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With the gap between the number of transplantable organs and the number of people needing transplants widening, many have argued for moving from an opt-in to an opt-out system of deceased organ donation. In the first system, individuals must register their willingness to become donors after they die. In the second system, it is assumed that individuals wish to become donors unless they have registered an objection to donation. Opting out has also been described as presumed consent. Spain has had the most successful presumed consent policy, resulting in a substantial increase in the donation rate.1 Despite support for an opt-out system from the British Medical Association and other groups since 1999, the report of a task force delivered in November 2008 recommended that the current opt-in system in the UK be retained.2 The USA has also retained an opt-in system.3 Two prominent American bioethicists, Tom Beauchamp and James Childress, claim that an opt-out policy “would not likely be adopted in the United States, and if it were adopted, it probably would not increase the number of organs for transplantation because so many citizens would opt out.”4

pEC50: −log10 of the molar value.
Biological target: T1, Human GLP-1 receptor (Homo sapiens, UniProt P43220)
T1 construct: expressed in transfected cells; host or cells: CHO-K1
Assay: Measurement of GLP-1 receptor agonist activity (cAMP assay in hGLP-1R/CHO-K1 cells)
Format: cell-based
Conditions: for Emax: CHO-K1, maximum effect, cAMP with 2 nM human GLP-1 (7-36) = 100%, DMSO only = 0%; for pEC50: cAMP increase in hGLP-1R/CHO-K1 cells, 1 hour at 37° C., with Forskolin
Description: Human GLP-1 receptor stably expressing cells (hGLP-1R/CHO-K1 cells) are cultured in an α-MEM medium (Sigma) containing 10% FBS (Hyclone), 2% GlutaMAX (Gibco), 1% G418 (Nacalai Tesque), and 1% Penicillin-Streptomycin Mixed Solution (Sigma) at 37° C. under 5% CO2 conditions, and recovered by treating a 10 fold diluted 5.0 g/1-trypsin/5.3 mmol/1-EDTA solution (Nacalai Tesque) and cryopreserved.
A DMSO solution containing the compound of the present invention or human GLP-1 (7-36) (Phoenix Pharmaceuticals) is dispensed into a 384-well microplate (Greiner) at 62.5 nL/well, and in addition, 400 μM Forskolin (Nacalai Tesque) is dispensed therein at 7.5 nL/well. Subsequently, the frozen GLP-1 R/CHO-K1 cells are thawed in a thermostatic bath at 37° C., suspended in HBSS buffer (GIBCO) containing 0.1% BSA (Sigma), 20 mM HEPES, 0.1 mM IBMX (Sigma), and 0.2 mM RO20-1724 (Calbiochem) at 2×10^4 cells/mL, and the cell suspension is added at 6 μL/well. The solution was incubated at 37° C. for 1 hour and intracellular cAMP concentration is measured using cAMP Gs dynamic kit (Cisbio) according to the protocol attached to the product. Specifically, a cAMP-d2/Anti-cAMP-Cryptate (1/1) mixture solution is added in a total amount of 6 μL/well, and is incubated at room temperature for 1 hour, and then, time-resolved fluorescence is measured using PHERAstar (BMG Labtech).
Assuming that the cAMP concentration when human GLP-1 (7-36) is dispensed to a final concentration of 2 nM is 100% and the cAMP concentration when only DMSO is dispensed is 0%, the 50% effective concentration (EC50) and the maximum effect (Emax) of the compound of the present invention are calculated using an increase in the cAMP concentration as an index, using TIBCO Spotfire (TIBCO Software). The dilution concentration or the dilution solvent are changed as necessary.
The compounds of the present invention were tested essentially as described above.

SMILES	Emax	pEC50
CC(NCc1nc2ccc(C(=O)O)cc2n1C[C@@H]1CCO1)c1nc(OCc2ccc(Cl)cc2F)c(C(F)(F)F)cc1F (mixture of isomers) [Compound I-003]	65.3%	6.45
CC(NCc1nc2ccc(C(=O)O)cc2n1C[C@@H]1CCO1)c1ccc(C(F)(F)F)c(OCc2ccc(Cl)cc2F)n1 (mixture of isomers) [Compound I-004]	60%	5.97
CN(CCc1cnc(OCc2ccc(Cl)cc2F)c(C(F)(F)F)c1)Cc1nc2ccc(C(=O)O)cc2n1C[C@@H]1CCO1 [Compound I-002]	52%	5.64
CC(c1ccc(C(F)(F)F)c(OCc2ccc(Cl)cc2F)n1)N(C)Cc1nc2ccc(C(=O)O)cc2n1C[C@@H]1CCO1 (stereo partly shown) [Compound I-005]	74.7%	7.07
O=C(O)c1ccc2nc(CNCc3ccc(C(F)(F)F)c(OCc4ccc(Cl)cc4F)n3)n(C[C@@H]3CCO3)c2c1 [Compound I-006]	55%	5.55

Offering financial incentives such as paying funeral expenses for a deceased donor’s family is one way of increasing the number of organs. A regulated market in organs is another.5 In the UK at least, there is broader support for presumed consent. Among the alternatives to opting in, this system has the best prospect of eventually being adopted. Presumed consent would not obviate but retain the basic idea of consent, because individuals would still have the right to opt out and choose not to donate.6
One argument for presumed consent is that it would reduce the incidence of free riding. For a free rider, it is not rational …
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